A longtime chronicler of John Kerry (search) sued Sinclair Broadcast Group (search) Inc. on Thursday to stop it from using his pictures and film in its program that features parts of an anti-Kerry documentary.
Filmmaker George Butler's (search) lawsuit, filed in Manhattan federal court, says the program scheduled for Friday violates his copyrights of material covering much of the Democratic presidential candidate's adult life. Butler seeks unspecified damages.
Messages left for comment with lawyers for Sinclair, based in Hunt Valley, Md., were not immediately returned.
Butler has taken thousands of pictures of Kerry since 1969. He also created a documentary, "Going Upriver: The Long War of John Kerry," in which many of Kerry's Vietnam War comrades praise his leadership and valor.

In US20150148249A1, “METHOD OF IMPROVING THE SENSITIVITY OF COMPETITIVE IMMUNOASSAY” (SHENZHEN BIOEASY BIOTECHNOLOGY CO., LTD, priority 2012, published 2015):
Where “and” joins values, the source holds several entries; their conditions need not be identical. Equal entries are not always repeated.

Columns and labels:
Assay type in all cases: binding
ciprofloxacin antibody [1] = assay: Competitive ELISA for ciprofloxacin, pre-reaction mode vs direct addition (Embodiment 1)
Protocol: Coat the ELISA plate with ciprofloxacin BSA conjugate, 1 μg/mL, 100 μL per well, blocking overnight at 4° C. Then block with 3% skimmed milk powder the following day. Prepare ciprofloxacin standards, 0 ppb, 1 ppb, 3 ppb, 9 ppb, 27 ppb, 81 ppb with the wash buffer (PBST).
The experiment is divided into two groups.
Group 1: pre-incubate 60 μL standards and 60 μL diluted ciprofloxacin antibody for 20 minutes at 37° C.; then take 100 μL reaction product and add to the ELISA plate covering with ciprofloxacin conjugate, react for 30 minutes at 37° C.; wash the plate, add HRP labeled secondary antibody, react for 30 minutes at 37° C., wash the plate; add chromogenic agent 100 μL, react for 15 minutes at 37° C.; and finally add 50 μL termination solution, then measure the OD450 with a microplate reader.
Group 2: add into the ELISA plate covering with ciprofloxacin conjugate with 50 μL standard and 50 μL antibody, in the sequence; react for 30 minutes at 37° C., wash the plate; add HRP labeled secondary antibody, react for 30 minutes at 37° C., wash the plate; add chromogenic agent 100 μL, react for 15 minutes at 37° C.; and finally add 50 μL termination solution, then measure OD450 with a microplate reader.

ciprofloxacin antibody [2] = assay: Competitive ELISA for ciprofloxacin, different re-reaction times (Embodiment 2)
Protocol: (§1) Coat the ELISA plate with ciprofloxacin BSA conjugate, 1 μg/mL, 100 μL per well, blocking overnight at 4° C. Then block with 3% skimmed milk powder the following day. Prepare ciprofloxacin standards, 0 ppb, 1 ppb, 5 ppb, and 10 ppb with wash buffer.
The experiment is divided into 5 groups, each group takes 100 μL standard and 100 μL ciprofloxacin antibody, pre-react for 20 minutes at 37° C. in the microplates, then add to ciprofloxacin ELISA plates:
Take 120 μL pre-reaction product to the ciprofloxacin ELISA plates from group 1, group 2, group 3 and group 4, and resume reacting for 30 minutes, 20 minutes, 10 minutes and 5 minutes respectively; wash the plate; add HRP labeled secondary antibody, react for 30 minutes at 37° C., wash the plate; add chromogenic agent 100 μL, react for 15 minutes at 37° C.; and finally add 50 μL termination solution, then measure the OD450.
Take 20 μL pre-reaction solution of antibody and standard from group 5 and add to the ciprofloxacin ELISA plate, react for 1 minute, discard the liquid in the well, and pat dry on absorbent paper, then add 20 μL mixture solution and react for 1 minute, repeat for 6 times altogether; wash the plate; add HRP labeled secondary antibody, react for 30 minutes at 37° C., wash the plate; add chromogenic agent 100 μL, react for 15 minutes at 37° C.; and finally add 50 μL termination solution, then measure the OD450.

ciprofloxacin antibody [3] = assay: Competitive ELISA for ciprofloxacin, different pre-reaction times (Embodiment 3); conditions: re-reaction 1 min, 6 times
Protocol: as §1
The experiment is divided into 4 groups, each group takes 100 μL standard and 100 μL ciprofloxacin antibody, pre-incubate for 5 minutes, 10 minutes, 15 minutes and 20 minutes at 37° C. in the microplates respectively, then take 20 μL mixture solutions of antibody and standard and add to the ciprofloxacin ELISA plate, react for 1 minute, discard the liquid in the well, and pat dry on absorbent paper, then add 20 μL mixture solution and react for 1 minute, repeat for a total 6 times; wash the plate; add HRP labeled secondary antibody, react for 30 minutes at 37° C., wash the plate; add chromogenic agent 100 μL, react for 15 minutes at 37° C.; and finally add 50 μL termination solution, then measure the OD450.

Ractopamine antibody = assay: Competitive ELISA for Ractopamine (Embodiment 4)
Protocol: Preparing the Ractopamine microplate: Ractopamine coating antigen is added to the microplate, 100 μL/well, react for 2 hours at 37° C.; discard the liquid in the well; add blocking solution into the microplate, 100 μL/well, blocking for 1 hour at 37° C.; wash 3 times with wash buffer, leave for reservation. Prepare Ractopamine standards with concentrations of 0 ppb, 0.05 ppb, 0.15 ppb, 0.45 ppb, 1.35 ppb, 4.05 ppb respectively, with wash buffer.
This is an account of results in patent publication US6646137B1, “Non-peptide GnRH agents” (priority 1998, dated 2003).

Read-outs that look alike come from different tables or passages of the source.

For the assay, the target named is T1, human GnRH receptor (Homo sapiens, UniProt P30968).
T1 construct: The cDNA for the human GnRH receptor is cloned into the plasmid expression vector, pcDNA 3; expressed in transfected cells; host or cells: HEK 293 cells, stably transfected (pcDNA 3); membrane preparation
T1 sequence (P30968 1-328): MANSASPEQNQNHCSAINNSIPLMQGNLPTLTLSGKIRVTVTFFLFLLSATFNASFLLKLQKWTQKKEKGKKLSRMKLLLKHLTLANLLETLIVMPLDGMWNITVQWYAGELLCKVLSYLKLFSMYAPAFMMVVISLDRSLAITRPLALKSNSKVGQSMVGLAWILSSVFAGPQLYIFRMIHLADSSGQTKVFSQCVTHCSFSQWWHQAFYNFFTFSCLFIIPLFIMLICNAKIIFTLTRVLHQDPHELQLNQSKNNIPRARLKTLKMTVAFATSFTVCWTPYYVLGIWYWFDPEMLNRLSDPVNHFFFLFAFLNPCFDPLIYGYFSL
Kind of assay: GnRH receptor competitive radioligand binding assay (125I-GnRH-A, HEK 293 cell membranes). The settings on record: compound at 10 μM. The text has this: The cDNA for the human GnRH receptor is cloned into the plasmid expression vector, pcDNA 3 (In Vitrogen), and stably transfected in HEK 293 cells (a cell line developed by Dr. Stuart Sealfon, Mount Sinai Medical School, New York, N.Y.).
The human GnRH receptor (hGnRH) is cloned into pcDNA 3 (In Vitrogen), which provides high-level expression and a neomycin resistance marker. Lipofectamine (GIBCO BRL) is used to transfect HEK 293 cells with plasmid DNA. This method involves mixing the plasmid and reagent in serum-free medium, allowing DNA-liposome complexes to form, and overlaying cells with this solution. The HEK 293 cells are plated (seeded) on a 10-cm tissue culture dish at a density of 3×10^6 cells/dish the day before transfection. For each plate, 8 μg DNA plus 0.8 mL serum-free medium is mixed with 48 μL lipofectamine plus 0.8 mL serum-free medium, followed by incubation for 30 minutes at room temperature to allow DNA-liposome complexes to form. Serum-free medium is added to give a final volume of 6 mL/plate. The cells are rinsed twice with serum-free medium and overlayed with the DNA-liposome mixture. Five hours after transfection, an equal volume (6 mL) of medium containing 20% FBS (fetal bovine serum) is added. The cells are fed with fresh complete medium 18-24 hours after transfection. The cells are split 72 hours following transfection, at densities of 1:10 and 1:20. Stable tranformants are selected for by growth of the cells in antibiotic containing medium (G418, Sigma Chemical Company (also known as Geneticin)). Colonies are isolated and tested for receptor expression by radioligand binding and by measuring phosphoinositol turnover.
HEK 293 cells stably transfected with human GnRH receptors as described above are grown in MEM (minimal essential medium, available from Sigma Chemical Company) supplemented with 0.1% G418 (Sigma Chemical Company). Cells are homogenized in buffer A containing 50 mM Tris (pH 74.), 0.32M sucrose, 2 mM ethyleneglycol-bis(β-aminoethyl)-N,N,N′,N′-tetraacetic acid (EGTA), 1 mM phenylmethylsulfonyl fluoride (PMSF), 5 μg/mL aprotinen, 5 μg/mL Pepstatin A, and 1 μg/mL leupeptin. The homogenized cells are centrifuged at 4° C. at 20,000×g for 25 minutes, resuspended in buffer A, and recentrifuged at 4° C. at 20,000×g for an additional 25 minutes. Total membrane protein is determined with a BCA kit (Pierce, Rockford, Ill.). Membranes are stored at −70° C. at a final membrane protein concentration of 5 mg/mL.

The Kerry campaign announced Thursday it will not participate in the Sinclair program even though the company decided against airing the entire anti-Kerry documentary "Stolen Honor: Wounds That Never Heal."
That film consists mostly of interviews with U.S. prisoners of war who survived imprisonment and torture in Hanoi, and emerged enraged at Kerry for helping lead the anti-war movement after he completed his Vietnam service.
Sinclair, whose executives are Republican contributors, originally said the program would air in prime time on all of its 62 stations, many in swing states, prompting protests from critics and shareholders. On Tuesday, the company announced the program would appear on 40 stations and would feature parts, but not all, of "Stolen Honor."
Kerry spokesman Chad Clanton said Sinclair's announcement was "a panicked attempt to appear fair and reasonable."
Sinclair has said its program, "A POW Story: Politics, Pressure and the Media," will examine the use of documentaries to influence elections.